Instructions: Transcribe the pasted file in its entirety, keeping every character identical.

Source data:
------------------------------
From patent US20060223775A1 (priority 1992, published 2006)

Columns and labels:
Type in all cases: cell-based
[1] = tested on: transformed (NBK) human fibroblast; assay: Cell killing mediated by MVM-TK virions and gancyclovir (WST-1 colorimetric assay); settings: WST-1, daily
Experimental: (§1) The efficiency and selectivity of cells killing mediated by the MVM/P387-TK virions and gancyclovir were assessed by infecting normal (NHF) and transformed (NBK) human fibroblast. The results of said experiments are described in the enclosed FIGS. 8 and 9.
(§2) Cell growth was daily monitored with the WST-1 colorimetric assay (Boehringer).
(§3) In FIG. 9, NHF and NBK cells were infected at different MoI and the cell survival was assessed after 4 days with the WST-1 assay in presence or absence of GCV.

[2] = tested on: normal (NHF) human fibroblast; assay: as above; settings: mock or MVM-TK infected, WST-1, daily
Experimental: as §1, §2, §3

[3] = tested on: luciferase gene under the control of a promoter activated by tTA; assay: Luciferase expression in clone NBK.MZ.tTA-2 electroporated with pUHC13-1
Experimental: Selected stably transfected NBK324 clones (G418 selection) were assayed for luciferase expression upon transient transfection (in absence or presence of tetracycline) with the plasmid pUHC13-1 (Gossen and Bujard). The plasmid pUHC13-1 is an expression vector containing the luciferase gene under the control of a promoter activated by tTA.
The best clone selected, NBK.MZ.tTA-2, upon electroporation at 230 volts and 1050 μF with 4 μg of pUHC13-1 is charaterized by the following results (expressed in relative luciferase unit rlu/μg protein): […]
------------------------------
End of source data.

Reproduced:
From patent US20060223775A1 (priority 1992, published 2006)

Columns and labels:
Type in all cases: cell-based
[1] = tested on: transformed (NBK) human fibroblast; assay: Cell killing mediated by MVM-TK virions and gancyclovir (WST-1 colorimetric assay); settings: WST-1, daily
Experimental: (§1) The efficiency and selectivity of cells killing mediated by the MVM/P387-TK virions and gancyclovir were assessed by infecting normal (NHF) and transformed (NBK) human fibroblast. The results of said experiments are described in the enclosed FIGS. 8 and 9.
(§2) Cell growth was daily monitored with the WST-1 colorimetric assay (Boehringer).
(§3) In FIG. 9, NHF and NBK cells were infected at different MoI and the cell survival was assessed after 4 days with the WST-1 assay in presence or absence of GCV.

[2] = tested on: normal (NHF) human fibroblast; assay: as above; settings: mock or MVM-TK infected, WST-1, daily
Experimental: as §1, §2, §3

[3] = tested on: luciferase gene under the control of a promoter activated by tTA; assay: Luciferase expression in clone NBK.MZ.tTA-2 electroporated with pUHC13-1
Experimental: Selected stably transfected NBK324 clones (G418 selection) were assayed for luciferase expression upon transient transfection (in absence or presence of tetracycline) with the plasmid pUHC13-1 (Gossen and Bujard). The plasmid pUHC13-1 is an expression vector containing the luciferase gene under the control of a promoter activated by tTA.
The best clone selected, NBK.MZ.tTA-2, upon electroporation at 230 volts and 1050 μF with 4 μg of pUHC13-1 is charaterized by the following results (expressed in relative luciferase unit rlu/μg protein): […]